By DAVID J. HILL
Published August 8, 2023
Twenty rising Western New York high school juniors and seniors are attending the Pathways Academy, a two-week program hosted by UB's School of Public Health and Health Professions (SPHHP) that aims to increase diversity in public health.
It’s one of the largest classes in the Pathways Academy has had. Students earn one college credit for successfully completing the program. The program began Monday (July 31) and runs through Aug. 11.
Students have to apply to attend the Pathways Academy, which is free thanks to tuition scholarships supported by donors and community partners including Erie Niagara Area Education Center, HOPE Buffalo, Independent Health, Wegmans and the School of Public Health and Health Professions. And, to make attendance easier, all participants receive a free two-week Niagara Frontier Transportation Authority bus and MetroRail pass.
The program is now in its seventh year. Over that time, numerous faculty members from the School of Public Health and Health Professions have played a role in its success.
“The goal of this program is to encourage students from underrepresented backgrounds, many of whom also come from low-income families, to apply to public health and health professions programs and help them see that this could be a viable career path for them,” says Adam Graczyk, PhD, current Pathways Academy director and clinical assistant professor in the Department of Community Health and Health Behavior.
“Having a more diverse public health workforce benefits everybody. In order to generate new ideas and solve the health problems of the U.S. population, you need to have people from all backgrounds at the table because everybody brings their own unique perspective and way of thinking about things,” Graczyk says.
Over the course of two weeks, students participate in hands-on sessions covering a broad range of public health and health profession disciplines, as well as learning how public health differs from, but works in tandem with, medicine.
For example, on Aug. 2, students learned about the importance of nutrition by taking part in a cooking demonstration with Danielle Meyer, clinical director of the dietetic internship program in UB’s School of Public Health and Health Professions, who also talked about different nutrition careers and available programs in the school.
On. Aug. 4, Ryan Krzyzanowicz, program director of SPHHP’s athletic training program, and current athletic training students from UB guided Pathways Academy participants as they diagnosed and treated a sports injury as part of an athletic training simulation. In addition, campers learned about working with athletes in a variety of environments, including on the field during game time, and participated in a hands-only CPR training.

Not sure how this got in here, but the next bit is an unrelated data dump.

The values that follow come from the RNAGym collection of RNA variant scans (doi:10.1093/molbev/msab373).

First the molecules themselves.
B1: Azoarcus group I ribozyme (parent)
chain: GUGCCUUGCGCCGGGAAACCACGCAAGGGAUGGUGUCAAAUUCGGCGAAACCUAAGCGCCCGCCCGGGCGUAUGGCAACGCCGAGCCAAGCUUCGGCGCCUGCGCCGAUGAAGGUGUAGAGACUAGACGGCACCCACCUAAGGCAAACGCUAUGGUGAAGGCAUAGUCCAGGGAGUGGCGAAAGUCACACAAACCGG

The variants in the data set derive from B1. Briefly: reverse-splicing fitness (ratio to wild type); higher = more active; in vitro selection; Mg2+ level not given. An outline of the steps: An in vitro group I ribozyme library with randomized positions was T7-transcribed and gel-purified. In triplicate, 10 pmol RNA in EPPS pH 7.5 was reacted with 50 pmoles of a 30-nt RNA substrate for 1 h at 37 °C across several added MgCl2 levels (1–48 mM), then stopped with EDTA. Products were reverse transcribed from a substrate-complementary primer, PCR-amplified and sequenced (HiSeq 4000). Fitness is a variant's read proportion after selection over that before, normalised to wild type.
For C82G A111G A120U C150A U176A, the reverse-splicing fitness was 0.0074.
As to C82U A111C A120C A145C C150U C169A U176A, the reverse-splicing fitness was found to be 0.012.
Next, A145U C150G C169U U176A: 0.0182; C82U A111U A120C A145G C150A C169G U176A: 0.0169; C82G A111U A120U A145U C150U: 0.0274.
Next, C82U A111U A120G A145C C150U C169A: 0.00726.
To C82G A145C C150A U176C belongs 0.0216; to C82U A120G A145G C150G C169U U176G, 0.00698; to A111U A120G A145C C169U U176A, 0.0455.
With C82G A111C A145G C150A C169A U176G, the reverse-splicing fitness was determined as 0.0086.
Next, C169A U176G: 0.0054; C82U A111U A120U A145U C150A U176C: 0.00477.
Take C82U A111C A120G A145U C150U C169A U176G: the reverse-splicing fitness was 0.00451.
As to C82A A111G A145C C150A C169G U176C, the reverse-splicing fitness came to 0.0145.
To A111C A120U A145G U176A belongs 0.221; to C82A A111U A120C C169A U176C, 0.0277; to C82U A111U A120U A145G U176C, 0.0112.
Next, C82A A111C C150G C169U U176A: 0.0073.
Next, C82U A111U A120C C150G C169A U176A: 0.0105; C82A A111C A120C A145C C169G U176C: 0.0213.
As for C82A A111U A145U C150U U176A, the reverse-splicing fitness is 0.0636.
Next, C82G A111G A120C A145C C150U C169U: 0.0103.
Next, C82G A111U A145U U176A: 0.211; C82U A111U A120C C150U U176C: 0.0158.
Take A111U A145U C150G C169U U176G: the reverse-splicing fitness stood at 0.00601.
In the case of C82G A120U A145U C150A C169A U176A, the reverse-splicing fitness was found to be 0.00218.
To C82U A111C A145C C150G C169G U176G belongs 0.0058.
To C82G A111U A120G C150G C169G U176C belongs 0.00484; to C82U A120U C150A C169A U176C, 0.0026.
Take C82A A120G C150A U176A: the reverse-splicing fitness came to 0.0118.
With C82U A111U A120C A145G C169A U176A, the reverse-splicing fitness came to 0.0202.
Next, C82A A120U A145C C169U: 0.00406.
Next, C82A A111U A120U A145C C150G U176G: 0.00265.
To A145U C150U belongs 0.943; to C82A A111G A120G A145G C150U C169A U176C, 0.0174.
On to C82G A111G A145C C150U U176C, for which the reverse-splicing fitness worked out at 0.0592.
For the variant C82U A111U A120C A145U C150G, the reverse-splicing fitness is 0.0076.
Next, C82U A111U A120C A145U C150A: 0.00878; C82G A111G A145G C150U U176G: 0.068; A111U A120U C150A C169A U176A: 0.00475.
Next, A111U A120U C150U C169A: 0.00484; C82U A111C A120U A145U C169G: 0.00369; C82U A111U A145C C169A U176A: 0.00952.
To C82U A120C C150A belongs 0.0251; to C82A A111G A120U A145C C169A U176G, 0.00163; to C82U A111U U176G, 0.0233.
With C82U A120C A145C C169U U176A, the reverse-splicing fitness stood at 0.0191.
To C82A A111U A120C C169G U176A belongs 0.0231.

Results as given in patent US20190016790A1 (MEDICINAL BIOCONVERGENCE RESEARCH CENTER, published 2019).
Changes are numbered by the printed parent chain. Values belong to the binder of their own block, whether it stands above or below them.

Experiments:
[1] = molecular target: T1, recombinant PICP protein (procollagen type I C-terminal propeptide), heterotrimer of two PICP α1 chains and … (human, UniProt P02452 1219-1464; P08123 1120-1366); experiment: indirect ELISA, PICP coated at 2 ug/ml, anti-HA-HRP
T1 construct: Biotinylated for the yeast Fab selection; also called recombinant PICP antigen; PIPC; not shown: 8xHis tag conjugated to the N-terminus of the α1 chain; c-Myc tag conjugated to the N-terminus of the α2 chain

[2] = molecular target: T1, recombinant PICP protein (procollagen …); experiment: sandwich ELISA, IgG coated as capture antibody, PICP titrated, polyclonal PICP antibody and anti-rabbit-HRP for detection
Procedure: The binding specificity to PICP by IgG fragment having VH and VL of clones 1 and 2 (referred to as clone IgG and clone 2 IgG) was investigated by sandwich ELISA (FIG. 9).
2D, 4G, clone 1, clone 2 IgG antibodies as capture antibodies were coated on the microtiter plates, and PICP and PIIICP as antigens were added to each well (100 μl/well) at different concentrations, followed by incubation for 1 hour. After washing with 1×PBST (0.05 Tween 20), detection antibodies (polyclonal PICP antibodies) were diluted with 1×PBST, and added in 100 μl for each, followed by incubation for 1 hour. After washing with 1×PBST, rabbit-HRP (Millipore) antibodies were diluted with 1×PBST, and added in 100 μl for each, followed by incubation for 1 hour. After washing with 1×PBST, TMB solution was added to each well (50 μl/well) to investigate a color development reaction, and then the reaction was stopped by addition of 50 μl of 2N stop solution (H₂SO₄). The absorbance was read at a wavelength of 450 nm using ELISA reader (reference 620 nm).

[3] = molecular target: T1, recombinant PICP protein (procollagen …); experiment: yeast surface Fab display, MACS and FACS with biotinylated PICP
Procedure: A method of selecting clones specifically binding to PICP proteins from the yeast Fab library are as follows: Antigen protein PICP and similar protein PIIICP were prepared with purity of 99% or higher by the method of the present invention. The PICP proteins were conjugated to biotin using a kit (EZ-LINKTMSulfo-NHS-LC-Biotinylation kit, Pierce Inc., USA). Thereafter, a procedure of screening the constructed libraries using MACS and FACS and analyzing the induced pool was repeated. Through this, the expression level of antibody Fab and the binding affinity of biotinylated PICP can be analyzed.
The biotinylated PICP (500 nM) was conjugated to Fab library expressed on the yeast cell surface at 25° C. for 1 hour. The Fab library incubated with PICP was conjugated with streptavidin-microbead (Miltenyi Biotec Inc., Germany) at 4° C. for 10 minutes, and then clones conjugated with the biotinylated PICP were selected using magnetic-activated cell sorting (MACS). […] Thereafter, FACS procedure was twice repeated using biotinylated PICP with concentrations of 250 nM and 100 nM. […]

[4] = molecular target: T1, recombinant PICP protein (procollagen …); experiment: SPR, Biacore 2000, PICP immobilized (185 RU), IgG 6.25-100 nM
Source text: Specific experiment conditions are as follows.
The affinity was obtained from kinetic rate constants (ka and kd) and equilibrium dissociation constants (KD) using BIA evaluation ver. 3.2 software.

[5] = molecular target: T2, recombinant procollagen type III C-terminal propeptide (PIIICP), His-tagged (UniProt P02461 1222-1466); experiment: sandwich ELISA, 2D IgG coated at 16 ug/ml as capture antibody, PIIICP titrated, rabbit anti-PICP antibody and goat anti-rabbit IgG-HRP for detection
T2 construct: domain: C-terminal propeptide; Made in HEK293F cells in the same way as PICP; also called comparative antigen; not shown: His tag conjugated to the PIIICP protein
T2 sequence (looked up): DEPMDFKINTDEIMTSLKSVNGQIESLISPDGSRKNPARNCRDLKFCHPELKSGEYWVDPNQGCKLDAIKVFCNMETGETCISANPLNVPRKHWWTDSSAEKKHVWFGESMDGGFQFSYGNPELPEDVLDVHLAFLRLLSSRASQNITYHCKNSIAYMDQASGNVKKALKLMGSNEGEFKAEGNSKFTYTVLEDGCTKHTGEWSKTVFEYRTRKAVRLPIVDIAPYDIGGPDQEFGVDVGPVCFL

Other sessions will focus on:
Community partners that will also be giving presentations include the Erie County Department of Health, People United for Sustainable Housing (PUSH Buffalo) and Evergreen Health.
All of the sessions involve hands-on activities designed to engage the students in the material being covered, Graczyk notes. “We want the students to feel like it’s more fun than your typical college course,” he says.
Toward that end, Graczyk draws from another area of his expertise — improv comedy — to add a little fun to the program with icebreakers and other activities inspired by his involvement with ComedySportz Buffalo.
“I started incorporating improv into some of the exercises we do because it’s silly and that silliness can break down barriers,” Graczyk says. “It helps students feel more comfortable with each other. It also helps establish a sense of community in the classroom.”
The program concludes with a graduation ceremony scheduled from 6-7:30 p.m. Aug. 11 in Farber Hall on UB’s South Campus. The evening will include a “Public Health Heroes Art Walk” that will highlight “amazing humans that have worked tirelessly to improve their community’s health,” Graczyk says.
Academy graduates will also present the 60-second Flipgrid videos they create in which they highlight a health concern in their community and present research on how to address it. The school has partnered with the Erie Niagara Area Health Education Center, which has assisted in recruiting participants in the program.
Graczyk thanked SPHHP Dean Jean Wactawski-Wende and the dean’s office for their continued support of the Pathways Academy.
“The success of this program rests on a massive collaboration between the dean’s office and all of SPHHP’s departments, as well as the SPHHP Office for Academic and Student Affairs, the Registrar’s office, University Admissions, SPHHP Communications, the SPHHP office of Diversity, Equity and Inclusion, University Advancement, UB Parking and Transportation, as well as many community organizations,” Graczyk says.
Sponsorship opportunities are still available for the program. For more information, email Erin Uppington from University Advancement at firstname.lastname@example.org.